Sphere 7 of the Tree represents the part of Spirit that governs joy and the imagination. She is known as Het-Heru (House of Heru) in the Kamitic tradition, and Oshun in the Yoruba. It is a congregative faculty, meaning that, among other things, it is concerned with putting things together for beautiful or pleasing artistic effect. The Greeks knew this aspect of Spirit by the name Aphrodite. The Romans called her Venus, and the Babylonians called her Ishtar. The Kamau recognized that that which manifests is that which has been cultivated by the imagination. It is in this sense that Heru (the Will and its realization) is related to Het-Heru (the “house” of Heru or the place where the will is gestated — the imagination). The Het-Heru faculty is intimately connected with that which the Kamau called Ra or life-force, and what is known as Chi to the Chinese, Kundalini to the Hindus, and ngolo (Fu-Kiau, 1991) to the Kongo people of Central Africa.

Logic, Intellect, Belief, Communication.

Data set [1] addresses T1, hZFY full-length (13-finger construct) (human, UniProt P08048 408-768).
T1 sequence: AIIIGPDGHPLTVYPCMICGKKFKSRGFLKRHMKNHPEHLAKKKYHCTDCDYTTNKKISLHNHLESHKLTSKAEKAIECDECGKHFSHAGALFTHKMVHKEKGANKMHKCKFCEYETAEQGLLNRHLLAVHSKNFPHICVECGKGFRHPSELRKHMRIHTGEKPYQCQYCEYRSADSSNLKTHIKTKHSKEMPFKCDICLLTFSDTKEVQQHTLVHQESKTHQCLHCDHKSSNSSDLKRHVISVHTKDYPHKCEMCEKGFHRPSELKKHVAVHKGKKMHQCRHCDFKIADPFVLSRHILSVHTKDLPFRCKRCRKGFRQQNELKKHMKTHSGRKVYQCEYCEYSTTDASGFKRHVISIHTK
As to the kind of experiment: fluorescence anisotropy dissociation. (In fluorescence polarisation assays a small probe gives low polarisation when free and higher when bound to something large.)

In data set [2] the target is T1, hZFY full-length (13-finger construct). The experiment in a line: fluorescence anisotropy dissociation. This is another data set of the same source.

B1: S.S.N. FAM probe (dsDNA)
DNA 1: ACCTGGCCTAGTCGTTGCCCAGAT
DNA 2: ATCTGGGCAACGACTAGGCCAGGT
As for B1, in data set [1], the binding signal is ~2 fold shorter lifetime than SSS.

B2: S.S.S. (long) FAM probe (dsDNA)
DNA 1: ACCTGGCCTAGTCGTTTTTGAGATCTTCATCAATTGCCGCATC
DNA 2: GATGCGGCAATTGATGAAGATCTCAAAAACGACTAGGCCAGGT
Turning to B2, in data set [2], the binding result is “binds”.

Sphere 8 of the Tree of Life represents the part of Spirit that governs logic and the intellect. The corresponding deity was known to the Kamau as Sebek, and is known to the Yoruba as Esu-Elegba. Among the Akan, Nana Sankofa would be the deity that most closely exemplifies the energies and faculties associated with Sphere 8. To the Greeks, this deity was known as Hermes, and to the Romans, he was known as Mercury. Where Het-Heru at Sphere 7 is congregative, Sebek at Sphere 8 is segregative. Where Het-Heru puts things together in beautiful, harmonious arrangements, Sebek takes things apart and puts them in logical order or relationship. He takes thoughts and orders them into words, one syllable at a time. He governs syllogistic logic, and all manner of information. He is, like the dog which is his totem, clever, but not wise. He represents an important faculty of spirit, which is to ease the way through being clever, but cleverness needs to be guided by wisdom, in almost exactly the same way in which syllogistic logic is only as useful as the premises on which it is based, while logic, per se, cannot establish the truth of the premises from which formal syllogistic argument proceeds. Where Het-Heru governs the imagination, Sebek governs belief. That which we nurture in the imagination, good and bad, tends ultimately to manifest. And that which we believe is what we are most inclined to entertain in our imagination. Moreover, we tend to live that which we believe. Sebek therefore is seen as the “messenger of the Gods”, the “opener of the way,” the “guardian of the cross-roads,” etc., for it is right belief (Sphere 8) that opens the way to right knowledge (Sphere 2) and to the alignment of Man’s will with divine will, and therefore “good fortune.” Wrong belief, on the other hand, will take us down the wrong road at every cross-road, to “ill fortune”, “bad luck,” frustration and continual obstacles.